Michael Monnot

941.518.7138
Mike@InfinityBusinessBrokers.com
5111 Ocean Boulevard, Suite E
Siesta Key, FL 34242

www.InfinityBusinessBrokers.com

No Comments »




Unexpected Problems: What To Do When Your New Business Gets Sticky

You’re a brand new business owner and you’ve successfully navigated the path of purchasing a business. You took your time and really delved in during due diligence. You paid close attention during training with the seller and took copious notes. You’re pretty sure you’ve got the hang of this new business, and that you know everything about it.

 

 

Until you don’t.

 

Suddenly there’s an unforeseen problem. Something you didn’t find during due diligence. Something that happened out of the blue.

 

What can you do?

 

It depends. If a seller purposefully withheld something like a fatal flaw you will likely have some kind of recourse. If this is the case, call your business broker and discuss what options are available.

 

What if it’s not a secret fatal flaw? Then what?

 

Roll up your sleeves and get to work. Business ownership is tough stuff, and sometimes no matter what’s being thrown at you – you just have to find a way to persevere.

 

For instance, say you just bought a restaurant. Shortly after you take over the whole staff quits because they can no longer get away with things the previous owner allowed. Although a potentially rough situation, it can be solved by working some shifts yourself while you hire new staff or temporarily limiting the restaurant’s hours until you can right the ship.

 

What’s important to remember when you hit those initial and inevitable bumps in the road is no business is perfect and no business is smooth sailing. You are going to encounter problems – your success or failure as a business owner depends on what you do when faced with those problems.

 

It is also important to remember that the buck ultimately stops with you. If you aren’t willing to work with a staff who wants to get away with whatever they want – it’s not the previous owner’s fault when that staff quits en masse. It’s yours. Deal with the fallout and do what you need to do to get a new staff in place. Business buyers who sit on their hands and blame everyone but themselves are probably going to have a hard time as entrepreneurs.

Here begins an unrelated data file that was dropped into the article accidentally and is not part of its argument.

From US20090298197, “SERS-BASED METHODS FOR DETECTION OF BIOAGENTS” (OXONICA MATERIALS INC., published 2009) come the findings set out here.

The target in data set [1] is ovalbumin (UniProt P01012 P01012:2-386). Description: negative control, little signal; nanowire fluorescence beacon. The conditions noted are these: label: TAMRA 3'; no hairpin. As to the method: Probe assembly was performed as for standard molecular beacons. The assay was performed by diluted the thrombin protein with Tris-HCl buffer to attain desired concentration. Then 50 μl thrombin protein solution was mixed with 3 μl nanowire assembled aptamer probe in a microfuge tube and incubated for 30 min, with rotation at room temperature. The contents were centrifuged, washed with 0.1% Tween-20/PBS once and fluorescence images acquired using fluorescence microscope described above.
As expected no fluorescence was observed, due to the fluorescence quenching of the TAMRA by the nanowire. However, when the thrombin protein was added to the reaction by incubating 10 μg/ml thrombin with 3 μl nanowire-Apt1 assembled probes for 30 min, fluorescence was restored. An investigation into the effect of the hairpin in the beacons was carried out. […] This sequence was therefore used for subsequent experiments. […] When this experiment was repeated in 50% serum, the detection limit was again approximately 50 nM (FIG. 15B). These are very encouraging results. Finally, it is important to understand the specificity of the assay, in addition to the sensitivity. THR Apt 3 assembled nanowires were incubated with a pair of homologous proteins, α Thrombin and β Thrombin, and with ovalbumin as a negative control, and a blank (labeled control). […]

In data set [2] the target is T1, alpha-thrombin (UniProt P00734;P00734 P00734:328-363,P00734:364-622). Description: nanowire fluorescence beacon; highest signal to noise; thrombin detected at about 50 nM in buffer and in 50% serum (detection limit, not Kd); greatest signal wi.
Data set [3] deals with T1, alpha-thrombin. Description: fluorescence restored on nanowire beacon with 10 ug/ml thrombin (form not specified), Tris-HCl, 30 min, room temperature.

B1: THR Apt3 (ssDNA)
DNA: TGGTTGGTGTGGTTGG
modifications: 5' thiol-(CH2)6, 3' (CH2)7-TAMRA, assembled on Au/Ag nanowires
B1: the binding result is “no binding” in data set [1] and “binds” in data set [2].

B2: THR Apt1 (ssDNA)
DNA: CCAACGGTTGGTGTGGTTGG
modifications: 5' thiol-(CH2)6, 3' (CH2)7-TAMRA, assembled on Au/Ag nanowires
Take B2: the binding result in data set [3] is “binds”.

The message here is you can research all you want and learn all you can about your new business and still end up with unexpected problems right out of the gate. Just remember that with some thought and hard work you and your new business can overcome anything.

 

Are you considering buying a business and want to know what recourse you might have if a seller hides issues? Do you want to know more about how you can find and deal with potential issues during due diligence? Ask us! Please leave any questions or comments, we would be happy to help.

 

 

 

Michael Monnot

941.518.7138
Mike@InfinityBusinessBrokers.com
5111 Ocean Boulevard, Suite E
Siesta Key, FL 34242

www.InfinityBusinessBrokers.com

 

 

No Comments »




Is It Crazy? Help With Business Listing Prices

 

If you’re new to the business buying marketplace you will probably notice something right out of the gate as you begin your search – listing prices seem like they’re all over the map. 

 

How are you supposed to figure out if the listing price is fair?